Hawaii's governor was slow to correct the missile false alarm because he forgot his Twitter password

Hawaii Governor David Ige.
(Image credit: TORU HANAI/AFP/Getty Images)

When the government of Hawaii accidentally sent a statewide text message telling residents a ballistic missile was about to strike their home, the first official indication the warning was a false alarm came from Rep. Tulsi Gabbard (D-Hawaii) on Twitter. It would have come from Hawaii Gov. David Ige (D), he said Monday, but he couldn't remember how to get into his Twitter account.

"I have to confess that I don't know my Twitter account log-ons and the passwords, so certainly that's one of the changes I've made," Ige told The Washington Post for a report published Tuesday. Now, he added, he has been putting account information "on my phone so that we can access the social media directly."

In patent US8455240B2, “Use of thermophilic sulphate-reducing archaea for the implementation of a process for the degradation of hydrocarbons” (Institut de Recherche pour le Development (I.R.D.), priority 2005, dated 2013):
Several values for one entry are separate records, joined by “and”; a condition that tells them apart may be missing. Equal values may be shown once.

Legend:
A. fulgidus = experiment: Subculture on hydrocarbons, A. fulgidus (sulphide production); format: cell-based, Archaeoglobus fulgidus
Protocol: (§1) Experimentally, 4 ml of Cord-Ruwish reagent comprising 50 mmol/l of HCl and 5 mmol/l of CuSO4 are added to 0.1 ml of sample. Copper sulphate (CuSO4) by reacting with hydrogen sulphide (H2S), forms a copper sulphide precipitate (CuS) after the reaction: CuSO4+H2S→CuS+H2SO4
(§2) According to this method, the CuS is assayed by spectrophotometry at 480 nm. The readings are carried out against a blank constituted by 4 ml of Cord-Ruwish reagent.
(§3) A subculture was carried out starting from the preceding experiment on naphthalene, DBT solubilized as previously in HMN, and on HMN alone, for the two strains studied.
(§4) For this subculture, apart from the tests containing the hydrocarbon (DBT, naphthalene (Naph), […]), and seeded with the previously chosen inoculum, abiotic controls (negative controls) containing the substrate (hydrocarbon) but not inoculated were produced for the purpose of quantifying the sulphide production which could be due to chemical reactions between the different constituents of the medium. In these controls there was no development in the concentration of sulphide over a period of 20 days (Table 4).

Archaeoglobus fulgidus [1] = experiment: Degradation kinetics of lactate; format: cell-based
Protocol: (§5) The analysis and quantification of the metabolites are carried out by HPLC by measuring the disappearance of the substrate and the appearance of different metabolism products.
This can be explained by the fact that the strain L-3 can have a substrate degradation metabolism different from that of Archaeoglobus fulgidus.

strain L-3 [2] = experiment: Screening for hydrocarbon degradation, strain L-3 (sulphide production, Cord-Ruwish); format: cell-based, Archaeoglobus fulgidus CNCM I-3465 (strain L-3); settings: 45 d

While Gabbard got her Twitter post up within 12 minutes of the alert, Ige's password kerfuffle delayed him another five. The official corrective text message did not send until 38 minutes after the false alarm.

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